Good Enough Practices in Scientific Computing
Computers are now essential in all branches of science. We use computers to collect, analyze, and store data; to collaborate, and to write manuscripts. Yet most researchers are never taught the equivalent of basic lab skills for research computing.
This lesson covers a set of good computing practices that every researcher can adopt, regardless of computational skill. Informally, it teaches how to not lose your stuff and generally how to be more efficient.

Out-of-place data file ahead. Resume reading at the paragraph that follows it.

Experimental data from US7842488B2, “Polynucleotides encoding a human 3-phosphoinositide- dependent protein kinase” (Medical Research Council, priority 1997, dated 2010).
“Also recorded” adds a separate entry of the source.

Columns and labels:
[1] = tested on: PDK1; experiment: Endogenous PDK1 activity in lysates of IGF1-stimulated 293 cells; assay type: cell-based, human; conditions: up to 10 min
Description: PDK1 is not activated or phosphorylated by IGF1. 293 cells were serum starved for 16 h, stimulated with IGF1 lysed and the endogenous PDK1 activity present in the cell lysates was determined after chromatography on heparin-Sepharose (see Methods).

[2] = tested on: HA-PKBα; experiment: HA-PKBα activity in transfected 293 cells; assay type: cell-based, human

Many of our recommendations are for the benefit of the collaborator every researcher cares about most: their future self (as the joke goes, yourself from 3 months ago doesn’t answer email…).
Practically, future you will either:
- curse current you (bad), or
- thank current you (better).
Adopting good practices is kind to your future self.
So, which habits and practices can save you time in the future and improve your work?
This session will be led by Tim Dennis, director of the UCLA Library Data Science Center